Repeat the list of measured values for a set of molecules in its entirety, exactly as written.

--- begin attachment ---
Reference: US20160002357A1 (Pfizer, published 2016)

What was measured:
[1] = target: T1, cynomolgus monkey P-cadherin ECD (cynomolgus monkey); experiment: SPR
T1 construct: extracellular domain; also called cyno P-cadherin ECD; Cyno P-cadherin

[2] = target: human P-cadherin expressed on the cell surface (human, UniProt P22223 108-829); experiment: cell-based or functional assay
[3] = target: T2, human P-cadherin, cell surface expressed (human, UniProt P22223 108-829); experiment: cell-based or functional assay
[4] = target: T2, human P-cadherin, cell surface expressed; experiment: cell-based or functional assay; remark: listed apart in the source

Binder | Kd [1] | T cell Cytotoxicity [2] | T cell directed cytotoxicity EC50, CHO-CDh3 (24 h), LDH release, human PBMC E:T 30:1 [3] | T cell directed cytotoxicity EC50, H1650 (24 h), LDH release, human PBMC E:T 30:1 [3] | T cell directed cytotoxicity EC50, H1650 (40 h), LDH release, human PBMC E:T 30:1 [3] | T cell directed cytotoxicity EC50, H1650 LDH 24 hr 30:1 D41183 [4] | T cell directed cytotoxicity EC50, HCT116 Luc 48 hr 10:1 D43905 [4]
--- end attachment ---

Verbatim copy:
Reference: US20160002357A1 (Pfizer, published 2016)

What was measured:
[1] = target: T1, cynomolgus monkey P-cadherin ECD (cynomolgus monkey); experiment: SPR
T1 construct: extracellular domain; also called cyno P-cadherin ECD; Cyno P-cadherin

[2] = target: human P-cadherin expressed on the cell surface (human, UniProt P22223 108-829); experiment: cell-based or functional assay
[3] = target: T2, human P-cadherin, cell surface expressed (human, UniProt P22223 108-829); experiment: cell-based or functional assay
[4] = target: T2, human P-cadherin, cell surface expressed; experiment: cell-based or functional assay; remark: listed apart in the source

Binder | Kd [1] | T cell Cytotoxicity [2] | T cell directed cytotoxicity EC50, CHO-CDh3 (24 h), LDH release, human PBMC E:T 30:1 [3] | T cell directed cytotoxicity EC50, H1650 (24 h), LDH release, human PBMC E:T 30:1 [3] | T cell directed cytotoxicity EC50, H1650 (40 h), LDH release, human PBMC E:T 30:1 [3] | T cell directed cytotoxicity EC50, H1650 LDH 24 hr 30:1 D41183 [4] | T cell directed cytotoxicity EC50, HCT116 Luc 48 hr 10:1 D43905 [4]